First impressions of redefining retirement and life on the east coast… well, let’s narrow it down a bit to first impressions of life in an vertical community apartment and the surrounding neighborhood business district.

Redefining Retirement

We are liking our apartment home and hoping we will grow to love it because the very idea of moving in a year from now makes me shutter.  After 3 major downsizes in the last 5 years, and knowing how much we sold, recycled, dumped or gave away in preparation for this move, I have no idea how we still have so much stuff.  Our organization skills are in overdrive, creating space where there is no space.


Our first Saturday trip to our local farmer’s market. Yep, we can walk to it.

We are finding our complex to be a very busy place with people coming and going.  We appreciate the diversity of the residents and living here is an experience in human behavior as well.  For the convenience of residents, there is a room with a trash shoot and recycle bins on every floor.  It staggers my mind how lazy someone must be to not open the trash shoot door and drop in one’s bag of trash.  But at the same time it doesn’t surprise me at all.  Live and let live.

We had hoped for a top floor apartment but no such luck, and although we have someone who is a bit heavy-footed above us, we cannot hear our neighbors; for that we are grateful.  And speaking of grateful, I’m pretty sure we have the world’s smallest washer/dryer, but I am so grateful to have them in the apartment, I will learn to deal with the smallness.  And since most everyone is off to work and/or school during the week, it is – knock on wood – very quiet around here during  the week.


When weighing options, a non-smoking property took precedence over pet free. We have discovered the balcony to our left has a happy tail wagger who likes to pop his/her nose around the corner and give us a smile.  We have not met his/her people yet, but he/she has welcomed us.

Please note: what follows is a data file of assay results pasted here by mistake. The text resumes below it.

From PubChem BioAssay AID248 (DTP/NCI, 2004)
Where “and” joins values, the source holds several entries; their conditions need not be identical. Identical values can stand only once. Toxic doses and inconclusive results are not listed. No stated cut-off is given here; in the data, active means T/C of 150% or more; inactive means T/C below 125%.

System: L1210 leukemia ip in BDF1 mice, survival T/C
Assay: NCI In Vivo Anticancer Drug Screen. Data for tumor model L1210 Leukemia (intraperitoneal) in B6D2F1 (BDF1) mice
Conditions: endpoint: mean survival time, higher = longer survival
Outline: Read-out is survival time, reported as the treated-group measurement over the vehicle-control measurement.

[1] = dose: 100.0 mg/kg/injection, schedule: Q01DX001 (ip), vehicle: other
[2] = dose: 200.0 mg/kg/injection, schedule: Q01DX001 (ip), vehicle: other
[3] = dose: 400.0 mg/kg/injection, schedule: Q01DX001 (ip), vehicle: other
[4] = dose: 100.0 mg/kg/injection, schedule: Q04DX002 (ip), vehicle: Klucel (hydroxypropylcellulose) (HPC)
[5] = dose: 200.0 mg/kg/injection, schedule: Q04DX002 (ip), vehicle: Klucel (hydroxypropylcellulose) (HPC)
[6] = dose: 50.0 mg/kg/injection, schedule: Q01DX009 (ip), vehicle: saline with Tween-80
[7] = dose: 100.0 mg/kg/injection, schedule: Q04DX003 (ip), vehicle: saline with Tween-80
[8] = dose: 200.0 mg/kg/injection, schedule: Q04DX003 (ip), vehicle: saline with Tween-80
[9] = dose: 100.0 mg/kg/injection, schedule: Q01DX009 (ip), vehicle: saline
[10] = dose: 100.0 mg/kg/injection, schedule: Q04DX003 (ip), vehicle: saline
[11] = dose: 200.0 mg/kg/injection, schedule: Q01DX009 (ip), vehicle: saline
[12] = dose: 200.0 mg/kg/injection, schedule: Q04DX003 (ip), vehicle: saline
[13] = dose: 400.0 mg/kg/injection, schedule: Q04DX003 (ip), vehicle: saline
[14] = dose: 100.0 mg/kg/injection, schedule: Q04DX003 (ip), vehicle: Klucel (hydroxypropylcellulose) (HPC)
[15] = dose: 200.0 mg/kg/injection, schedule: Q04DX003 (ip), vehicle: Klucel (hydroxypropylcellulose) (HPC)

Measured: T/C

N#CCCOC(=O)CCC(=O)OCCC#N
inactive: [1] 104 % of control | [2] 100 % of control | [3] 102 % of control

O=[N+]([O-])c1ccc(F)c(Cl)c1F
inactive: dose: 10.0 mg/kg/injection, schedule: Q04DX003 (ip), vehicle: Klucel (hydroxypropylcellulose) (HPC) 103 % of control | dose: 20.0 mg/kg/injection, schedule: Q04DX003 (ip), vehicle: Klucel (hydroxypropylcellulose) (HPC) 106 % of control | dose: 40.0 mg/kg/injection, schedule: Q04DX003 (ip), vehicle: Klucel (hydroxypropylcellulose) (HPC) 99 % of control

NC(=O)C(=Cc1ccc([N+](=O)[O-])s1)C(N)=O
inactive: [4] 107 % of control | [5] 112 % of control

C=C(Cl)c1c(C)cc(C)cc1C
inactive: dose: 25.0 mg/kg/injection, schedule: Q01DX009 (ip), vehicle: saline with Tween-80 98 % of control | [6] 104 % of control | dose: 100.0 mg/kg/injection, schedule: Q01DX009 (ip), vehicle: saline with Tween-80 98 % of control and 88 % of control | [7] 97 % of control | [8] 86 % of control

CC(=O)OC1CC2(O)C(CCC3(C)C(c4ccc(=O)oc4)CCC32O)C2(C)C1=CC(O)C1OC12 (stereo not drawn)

The traffic here is hellacious.  What we know as freeways, are called beltways, or at least that’s my take on it.  I commented to Abi that I need to remember how to drive in traffic and he reminded me I need to remember how to drive aggressively.  We’ve developed a system; I drive and he monitors the GPS, and we try not to get lost.  We’ve actually done pretty well thus far.  This is not the calm and soothing path to retirement though!

Happy pickle people!

Happy pickle people at the farmer’s market

From our complex we can walk across a large parking lot and be at a Metro station in 5 minutes.  We pass through the Metro station, walk another block and we find ourselves on Rockville Pike, a 6-lane thoroughfare.   Depending on which direction we head, we can find pretty much anything we need and/or want.  Trader Joe’s, Target, World Market, Noodles & Co., REI, Barnes & Noble, to name just a few, and happy day we are once again living in the wonderful land of Whole Foods.  It’s a longer walk to Whole Foods, but oh so worth it and we can also hop on the Metro – just 1 stop away.  If you know Whole Foods, you know of what I speak.


While planning our move east, we gave a great deal of thought to either living in a house in a residential neighborhood, or living in an apartment in the heart of a business district such as Rockville Pike.  In the end, we went for the urban lifestyle because being able to walk everywhere and being connected to the surrounding Washington, D.C. area by Metro, was just too appealing.  And isn’t that what change is all about?!

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